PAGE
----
Brig. Gen. Malcolm Frost was clear Thursday when he addressed the Maneuver Captains Career Course at Fort Benning — times are changing.
The chief of Public Affairs for the U.S. Army spent the day talking to young officers who will be the military’s future leaders.
Unlike it has been over the last 15 years with the ongoing wars in Iraq and Afghanistan, the fights are not front and center.
“Things have changed,” Frost said “... We have 190,000 soldiers forward station deployed or supported in 140 countries, yet the American people don’t know it. ... That line of connectivity through the lens of warfare every single day the American people got is now gone. Now, what’s happening is that drift and that connection they got with applause in airports and with applause at football games is starting to go away because we are not there every single day.”
It is important that the public understand where the troops are and what they are doing, Frost said.
“What is our source of power as an Army?” he asked. “It’s the American people. How it is manifested? It is manifested in three ways — trust and confidence, recruiting and dollars. We enjoyed all of those in great, great abundance the last 15 years — your entire careers for every one in this class.”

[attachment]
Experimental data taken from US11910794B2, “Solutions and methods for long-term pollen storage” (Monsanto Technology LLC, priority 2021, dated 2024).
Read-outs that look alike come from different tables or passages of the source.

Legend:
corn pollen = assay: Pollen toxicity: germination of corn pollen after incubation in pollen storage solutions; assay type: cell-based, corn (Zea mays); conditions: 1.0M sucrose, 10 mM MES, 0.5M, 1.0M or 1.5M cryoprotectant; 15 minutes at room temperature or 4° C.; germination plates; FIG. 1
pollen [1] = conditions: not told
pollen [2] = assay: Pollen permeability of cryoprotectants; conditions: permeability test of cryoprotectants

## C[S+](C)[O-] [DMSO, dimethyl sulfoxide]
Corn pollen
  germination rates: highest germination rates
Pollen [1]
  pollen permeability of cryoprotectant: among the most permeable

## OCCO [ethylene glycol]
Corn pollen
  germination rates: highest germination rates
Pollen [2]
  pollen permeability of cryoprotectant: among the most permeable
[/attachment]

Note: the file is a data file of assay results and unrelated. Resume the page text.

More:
Soldiers have taken the trust for granted, Frost said.
“You know nothing different, highest trust and confidence, all the recruits we needed and all the dollars we needed to execute the wars,” he said. “Now guess what? Trust and confidence is fleeting, it’s temporal in nature. You lose it in buckets and you earn it in drips.”
Prior to his current command in the Pentagon, Frost was deputy commanding general of the 82nd Airborne Division at Ft. Bragg, N.C. The Army faces a difficult time recruiting during this environment.
“We have to recruit 62,000 soldiers this year, active duty alone,” he said to the class of about 75 students. “... And we are recruiting against a 17-24-year-old population of 34 million of which 29 percent, or 2.9 out of every 10, are not recruit-able from a physical, mental or incarceration standpoint. When we look at those who have a propensity to serve, we are trying to tap into a pool of 380,00 young Americans to fill the same high-quality force that the American people have come to know and you only know. That is tough.”
Most of his nearly hour talk focused on leadership. Throughout he stressed communication.
“It’s not enough to communicate so that you are understood; you have to communicate so that you are not misunderstood.”